Expert advice

Nov 09, 2017,09.46 IST

The power of two: How finances should be handled after marriage

Suresh Sadagopan

A pair is a recurring feature in life. We have a pair of hands, legs, eyes, ears etc. which we take for granted. Take one out & the other is not half as effective. With one eye, we will not get the depth, with on hand a simple thing like tying a shoe lace will be an ordeal. With one leg we would just be hobbling around like, say, Long John Silver!

A pair can be very effective & in some cases is complete & will be usable only if it is a pair, like - a pair of scissors, a pair of socks, a pair of jeans etc.

In life, we have pairs alright. The institution of marriage pairs up people and makes them constant companions for life. They are to share the joys and sorrows, the ups and downs of life - their life is inextricably linked with each other, the family they create & to the larger, extended family.

Society has built expectations from males & females. Males are supposed to be the ones who provide for the family & the female aspect is supposed to focus on nurturing, care-giving, taking care of the home front & raising the kids. This cliched expectation is not really valid any longer and they have moved beyond traditional roles and has resulted in increasing participation of women in the workforce.

Still, women are yet to break off the shackles in one area - money. Finances are seen as a male bastion and most women have simply accepted that as a given. However, their participation in the area of finances would be greatly helpful. Let us see how.

Plans work well when all agree - When the husband engages a financial advisor and creates a plan for the family, it may not capture the aspirations of the family correctly. For instance, the lady may have ideas on the child’s education, marriage, home renovation or even a new home at some future point, which may not have been properly factored in the plan. Had the lady participated in the planning exercise, the perspective would have been far more richer. When a plan is created with both spouses present, there is a good alignment & buy-in and the chance of the plan success goes up. Execution of the recommendations happens fully as they have both been party to the plan.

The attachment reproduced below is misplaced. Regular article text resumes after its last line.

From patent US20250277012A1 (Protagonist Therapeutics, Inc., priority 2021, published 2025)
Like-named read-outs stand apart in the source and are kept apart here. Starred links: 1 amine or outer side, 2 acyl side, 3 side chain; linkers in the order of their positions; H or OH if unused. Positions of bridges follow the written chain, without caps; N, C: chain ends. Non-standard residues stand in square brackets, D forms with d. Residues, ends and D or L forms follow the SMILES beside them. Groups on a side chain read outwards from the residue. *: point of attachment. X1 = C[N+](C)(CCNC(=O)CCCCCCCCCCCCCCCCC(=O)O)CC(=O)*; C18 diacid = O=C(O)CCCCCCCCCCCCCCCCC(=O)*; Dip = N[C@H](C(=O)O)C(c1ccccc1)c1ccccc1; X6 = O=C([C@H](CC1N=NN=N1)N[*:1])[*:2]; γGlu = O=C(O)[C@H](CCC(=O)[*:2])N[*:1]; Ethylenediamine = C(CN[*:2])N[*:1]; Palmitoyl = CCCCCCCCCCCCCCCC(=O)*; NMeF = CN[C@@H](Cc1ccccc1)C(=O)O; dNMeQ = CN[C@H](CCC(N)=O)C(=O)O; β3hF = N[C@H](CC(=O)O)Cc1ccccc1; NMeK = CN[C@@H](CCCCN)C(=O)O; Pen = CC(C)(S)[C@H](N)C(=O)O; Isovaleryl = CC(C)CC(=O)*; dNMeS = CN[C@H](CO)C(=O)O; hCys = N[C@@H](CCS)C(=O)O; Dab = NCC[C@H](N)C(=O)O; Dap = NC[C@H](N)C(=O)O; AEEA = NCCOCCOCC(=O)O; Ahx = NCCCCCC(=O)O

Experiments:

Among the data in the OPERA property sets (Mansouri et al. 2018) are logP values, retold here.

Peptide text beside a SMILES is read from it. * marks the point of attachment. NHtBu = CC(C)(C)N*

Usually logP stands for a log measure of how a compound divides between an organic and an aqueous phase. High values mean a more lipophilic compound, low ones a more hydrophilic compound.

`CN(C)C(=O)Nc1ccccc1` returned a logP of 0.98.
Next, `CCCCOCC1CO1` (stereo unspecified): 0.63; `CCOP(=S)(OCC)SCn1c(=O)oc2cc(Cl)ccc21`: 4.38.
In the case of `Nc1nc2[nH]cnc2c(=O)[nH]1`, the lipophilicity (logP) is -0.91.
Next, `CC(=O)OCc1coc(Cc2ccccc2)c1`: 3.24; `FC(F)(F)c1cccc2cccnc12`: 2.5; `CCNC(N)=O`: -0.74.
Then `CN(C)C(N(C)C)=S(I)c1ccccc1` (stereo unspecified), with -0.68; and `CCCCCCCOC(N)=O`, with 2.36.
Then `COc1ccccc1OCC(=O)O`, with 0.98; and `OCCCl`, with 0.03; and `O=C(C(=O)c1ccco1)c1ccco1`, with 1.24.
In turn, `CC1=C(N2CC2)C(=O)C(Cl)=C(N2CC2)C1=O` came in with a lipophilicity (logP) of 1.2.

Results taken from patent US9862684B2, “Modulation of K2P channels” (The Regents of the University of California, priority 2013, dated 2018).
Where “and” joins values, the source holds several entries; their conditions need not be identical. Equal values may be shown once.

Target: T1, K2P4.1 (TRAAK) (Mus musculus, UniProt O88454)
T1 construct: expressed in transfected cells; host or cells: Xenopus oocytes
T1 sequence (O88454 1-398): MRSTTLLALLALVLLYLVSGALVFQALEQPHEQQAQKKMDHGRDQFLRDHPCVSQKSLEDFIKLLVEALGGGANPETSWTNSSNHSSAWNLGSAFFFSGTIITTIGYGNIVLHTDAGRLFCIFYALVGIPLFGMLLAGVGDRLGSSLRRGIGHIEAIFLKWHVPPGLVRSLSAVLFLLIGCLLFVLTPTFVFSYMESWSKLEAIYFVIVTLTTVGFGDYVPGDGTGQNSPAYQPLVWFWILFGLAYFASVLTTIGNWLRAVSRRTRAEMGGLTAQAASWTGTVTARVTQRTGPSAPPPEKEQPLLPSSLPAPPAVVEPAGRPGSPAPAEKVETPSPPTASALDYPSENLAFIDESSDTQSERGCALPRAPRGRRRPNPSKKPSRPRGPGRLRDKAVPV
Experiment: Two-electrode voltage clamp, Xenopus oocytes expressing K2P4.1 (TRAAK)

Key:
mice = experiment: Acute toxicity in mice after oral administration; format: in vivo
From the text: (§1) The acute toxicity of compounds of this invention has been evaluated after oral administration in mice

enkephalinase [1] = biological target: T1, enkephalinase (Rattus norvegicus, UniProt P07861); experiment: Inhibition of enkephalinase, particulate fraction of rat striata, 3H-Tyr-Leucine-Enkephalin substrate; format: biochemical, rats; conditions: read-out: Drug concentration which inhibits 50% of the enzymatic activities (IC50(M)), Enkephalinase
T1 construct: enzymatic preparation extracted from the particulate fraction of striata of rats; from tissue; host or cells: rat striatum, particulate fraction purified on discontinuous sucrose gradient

A balanced perspective - The man may be the one taking most of the money decisions - may be he is better informed on financial matters & is more involved in planning for the family’s future. When he is the only person involved, the risk inherent in any decision is a factor of his own risk bearing ability & there is a possibility that it is not in line with the required risk for the family. That is where the lady of the house comes in. She has a high stake in the well being of the family. When she too participates, she is a stabilising influence and the plan and the portfolio built will be more in line with what may be most appropriate for the family.

The bugbear called Execution - Many well meaning clients who have taken the financial planning seriously, stumble upon the portals of execution. If the client has taken on the mantle of executing the recommendations, it is an onerous exercise which would need diligence & doggedness which a busy executive would find difficult to bring forth. That is where the spouse can play an anchor role. The spouse can take on the executor’s role and can ensure that the plan moves smoothly along recommended lines. In case, they have hired someone to execute, the spouse can play the role of a facilitator & ensure they derive value from the planning exercise.

Knowledge empowers - Many women may think they are investing in Gold when they are buying ornaments & may think investments in property are the only way to build wealth. They may also have a view that Mutual Funds are & stock markets are gambling dens. Once they start participating, they start understanding the area of finances & the various nuances, enough to break out of outmoded constructs. Over time, they develop enough sophistication & confidence that they understand the domain well enough to take informed financial decisions which will stand the family in good stead.

Initially they may be unwilling participants. But, over time, we have seen women shaping up wonderfully well, that they become the primary points of contact for anything to do with the family finances. In some cases, they also are the only ones the advisor is interacting with as their spouse is too busy and have developed enough confidence in their abilities to play the anchor role.

We have seen it work. Women can play a pivotal role, instead of being a passive spectator when it comes to finances. They say, it takes two to tango. In finances, it works wonderfully - the power of Two!

Suresh Sadagopan is the Founder of Ladder7 Financial Advisories.
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